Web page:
Tag Archives: Majority Leader Kevin McCarthy

The GOP Unites

By Jim Ellis

Nov. 16, 2016 — Though the media has obsessed over stories about internal Republican skirmishes for the past four years, the House GOP Conference came together yesterday in a strong show of unity just as the Democrats begin to see division in their own ranks.

In the GOP leadership elections, Speaker Paul Ryan (R-WI-1) was re-nominated for the House’s top post without opposition, with his re-election bid seconded by the congressional liaison to the incoming Trump Administration, Rep. Chris Collins (R-NY-27).

The other incumbent party leaders, Majority Leader Kevin McCarthy (R-CA-23), Majority Whip Steve Scalise (R-LA-1), and Republican Conference chair Cathy McMorris Rodgers (R-WA-5) were also re-elected without opposition, all enjoying at least tacit support from the president-elect.

In the major contested internal battle, Rep. Steve Stivers (R-OH-15) claimed the National Republican Congressional Committee chairmanship with a 60 percent victory over Rep. Roger Williams (R-TX-25). Stivers replaces Rep. Greg Walden (R-OR-2), who was ineligible to seek a third term in the position.

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Ellmers’ Vulnerability

Dec. 14, 2015 — Time sometimes changes perspective in politics. Three-term North Carolina Rep. Renee Ellmers (R-Dunn) came to Congress with a 2010 victory margin of just under 1,500 votes against then-Rep. Bob Etheridge (D-Lillington/Durham) in what became one of that cycle’s biggest Tea Party upsets. Now running for a fourth term, some of the congresswoman’s past allies are backing one of her Republican primary opponents. Her performance in office has disappointed various conservative segments.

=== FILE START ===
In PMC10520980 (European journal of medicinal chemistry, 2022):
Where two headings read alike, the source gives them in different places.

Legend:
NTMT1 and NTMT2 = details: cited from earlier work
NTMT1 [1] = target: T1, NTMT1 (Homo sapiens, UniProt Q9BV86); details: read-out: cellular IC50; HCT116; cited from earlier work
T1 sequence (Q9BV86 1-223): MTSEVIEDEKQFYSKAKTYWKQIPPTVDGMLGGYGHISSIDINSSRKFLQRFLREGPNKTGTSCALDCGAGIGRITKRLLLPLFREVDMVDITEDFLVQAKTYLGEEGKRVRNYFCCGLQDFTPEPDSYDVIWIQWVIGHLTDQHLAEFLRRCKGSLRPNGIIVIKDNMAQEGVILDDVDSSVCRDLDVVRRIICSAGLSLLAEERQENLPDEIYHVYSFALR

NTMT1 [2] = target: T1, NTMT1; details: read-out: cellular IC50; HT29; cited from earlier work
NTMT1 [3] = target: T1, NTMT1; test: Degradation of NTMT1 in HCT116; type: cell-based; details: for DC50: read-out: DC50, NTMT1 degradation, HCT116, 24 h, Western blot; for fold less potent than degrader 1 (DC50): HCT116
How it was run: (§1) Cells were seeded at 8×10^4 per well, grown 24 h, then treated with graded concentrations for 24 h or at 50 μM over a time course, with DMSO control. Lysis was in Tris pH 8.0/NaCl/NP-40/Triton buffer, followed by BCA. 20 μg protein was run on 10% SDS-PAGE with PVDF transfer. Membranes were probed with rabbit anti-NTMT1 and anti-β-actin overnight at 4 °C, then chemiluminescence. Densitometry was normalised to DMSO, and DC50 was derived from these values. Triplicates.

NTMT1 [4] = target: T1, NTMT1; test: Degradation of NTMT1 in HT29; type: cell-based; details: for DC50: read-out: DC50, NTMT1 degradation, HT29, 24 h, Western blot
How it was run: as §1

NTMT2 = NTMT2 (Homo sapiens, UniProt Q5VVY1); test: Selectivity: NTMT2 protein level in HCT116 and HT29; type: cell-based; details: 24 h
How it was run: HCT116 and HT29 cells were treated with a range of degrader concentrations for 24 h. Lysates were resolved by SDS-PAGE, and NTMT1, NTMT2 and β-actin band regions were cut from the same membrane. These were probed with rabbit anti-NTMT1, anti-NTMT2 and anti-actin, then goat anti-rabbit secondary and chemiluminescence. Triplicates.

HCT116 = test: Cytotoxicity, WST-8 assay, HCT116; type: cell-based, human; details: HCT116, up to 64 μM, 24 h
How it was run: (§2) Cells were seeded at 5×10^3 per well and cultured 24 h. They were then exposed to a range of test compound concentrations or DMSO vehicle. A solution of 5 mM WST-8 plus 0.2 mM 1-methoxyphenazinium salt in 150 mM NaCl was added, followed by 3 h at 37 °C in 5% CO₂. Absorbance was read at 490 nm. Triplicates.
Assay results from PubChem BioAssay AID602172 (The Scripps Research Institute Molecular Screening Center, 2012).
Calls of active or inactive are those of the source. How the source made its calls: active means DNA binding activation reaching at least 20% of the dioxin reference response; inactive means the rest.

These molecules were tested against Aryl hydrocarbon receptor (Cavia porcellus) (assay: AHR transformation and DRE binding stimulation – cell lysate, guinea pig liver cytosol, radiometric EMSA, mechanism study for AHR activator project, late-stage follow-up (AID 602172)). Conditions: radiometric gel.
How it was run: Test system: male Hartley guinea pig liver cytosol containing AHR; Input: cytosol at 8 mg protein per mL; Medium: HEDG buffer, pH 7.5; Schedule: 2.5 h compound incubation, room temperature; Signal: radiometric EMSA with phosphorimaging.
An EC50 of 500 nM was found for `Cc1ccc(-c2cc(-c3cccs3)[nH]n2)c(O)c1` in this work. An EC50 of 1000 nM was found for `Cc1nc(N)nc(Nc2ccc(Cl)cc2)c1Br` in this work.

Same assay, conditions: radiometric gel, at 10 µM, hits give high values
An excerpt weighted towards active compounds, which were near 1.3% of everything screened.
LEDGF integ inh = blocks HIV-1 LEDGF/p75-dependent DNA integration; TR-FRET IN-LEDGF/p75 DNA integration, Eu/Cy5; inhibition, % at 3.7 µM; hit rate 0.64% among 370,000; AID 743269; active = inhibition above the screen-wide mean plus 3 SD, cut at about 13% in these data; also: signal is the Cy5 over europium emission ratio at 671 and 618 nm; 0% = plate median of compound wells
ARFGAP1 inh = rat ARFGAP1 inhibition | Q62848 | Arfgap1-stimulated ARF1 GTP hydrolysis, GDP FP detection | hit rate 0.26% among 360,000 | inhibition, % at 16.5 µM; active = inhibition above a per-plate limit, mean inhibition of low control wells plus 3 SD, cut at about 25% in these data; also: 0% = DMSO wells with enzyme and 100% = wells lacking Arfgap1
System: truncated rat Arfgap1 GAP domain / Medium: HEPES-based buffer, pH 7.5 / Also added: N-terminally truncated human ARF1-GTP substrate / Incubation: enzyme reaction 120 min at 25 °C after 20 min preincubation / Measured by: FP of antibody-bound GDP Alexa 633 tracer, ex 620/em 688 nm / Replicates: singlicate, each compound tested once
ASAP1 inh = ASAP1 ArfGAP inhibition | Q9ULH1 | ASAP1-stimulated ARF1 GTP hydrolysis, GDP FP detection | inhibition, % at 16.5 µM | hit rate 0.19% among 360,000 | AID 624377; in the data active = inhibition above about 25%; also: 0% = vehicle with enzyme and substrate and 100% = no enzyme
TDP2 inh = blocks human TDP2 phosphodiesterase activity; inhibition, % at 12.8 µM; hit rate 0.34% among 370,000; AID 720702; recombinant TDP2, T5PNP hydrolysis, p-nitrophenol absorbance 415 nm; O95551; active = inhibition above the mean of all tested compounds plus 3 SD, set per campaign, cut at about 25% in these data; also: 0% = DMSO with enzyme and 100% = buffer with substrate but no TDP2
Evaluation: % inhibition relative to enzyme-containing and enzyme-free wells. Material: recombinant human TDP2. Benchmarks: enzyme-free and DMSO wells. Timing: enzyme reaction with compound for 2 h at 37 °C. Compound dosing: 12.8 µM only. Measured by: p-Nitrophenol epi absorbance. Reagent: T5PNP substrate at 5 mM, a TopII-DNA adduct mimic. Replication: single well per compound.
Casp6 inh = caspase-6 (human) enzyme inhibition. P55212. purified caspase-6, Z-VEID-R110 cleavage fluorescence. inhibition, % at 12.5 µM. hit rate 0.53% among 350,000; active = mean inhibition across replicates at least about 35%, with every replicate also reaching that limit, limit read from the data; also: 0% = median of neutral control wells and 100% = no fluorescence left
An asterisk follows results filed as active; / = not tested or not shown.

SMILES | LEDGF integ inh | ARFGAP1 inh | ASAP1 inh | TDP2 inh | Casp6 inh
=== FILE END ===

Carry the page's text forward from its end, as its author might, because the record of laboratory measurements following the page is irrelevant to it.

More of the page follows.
This week, the Club for Growth, one of the most prolific conservative outside support groups endorsed Rep. Ellmers’ top primary opponent, former Chatham County Republican chairman Jim Duncan. The Ellmers’ conservative detractors have a major problem, however, in that the anti-incumbent vote is split among three candidates. In addition to Duncan, local radio talk show host Frank Roche and public relations executive Kay Daly are both in the race.

With the Club helping Duncan, his resource base will expand exponentially. He becomes Ellmers’ key challenger and, if the other two could be talked out of running before the upcoming Dec. 21 candidate filing deadline (for the March 15 primary), would be in strong position to deny her re-nomination. But, considering that North Carolina employs a 40 percent run-off rule, defeating any incumbent in a crowded field is a difficult proposition. To avoid a secondary election, Ellmers would only have to reach the 40 percent plateau to clinch the nomination, which, in the 2nd District is the tantamount to winning in November.

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Panetta In; Hanna Challenged

Nov. 20, 2015 — The first person to declare his candidacy in the open Monterey, Calif., congressional district has come forward.

On Friday, veteran California Congressman Sam Farr (D-CA-20) announced he would not seek a 13th term next year, retiring from the House at what will be age 75 when the current term ends.

Prior to Farr winning this California coastal seat in 1993, then-Rep. Leon Panetta represented the region since his original election 16-plus years earlier. Panetta would later serve as President Bill Clinton’s Director of the Office of Management & Budget, and then as White House Chief of Staff. Out of public life for almost 12 years, President Obama brought him back to Washington as Director of the Central Intelligence Agency, and then as Secretary of Defense.

Now, Panetta’s second son, Jimmy Panetta a 43-year-old Monterey County Deputy District Attorney, announced his congressional candidacy yesterday, and will have to be rated a favorite to advance to the general election. The seat’s Democratic nature suggests that two party members could well advance to November.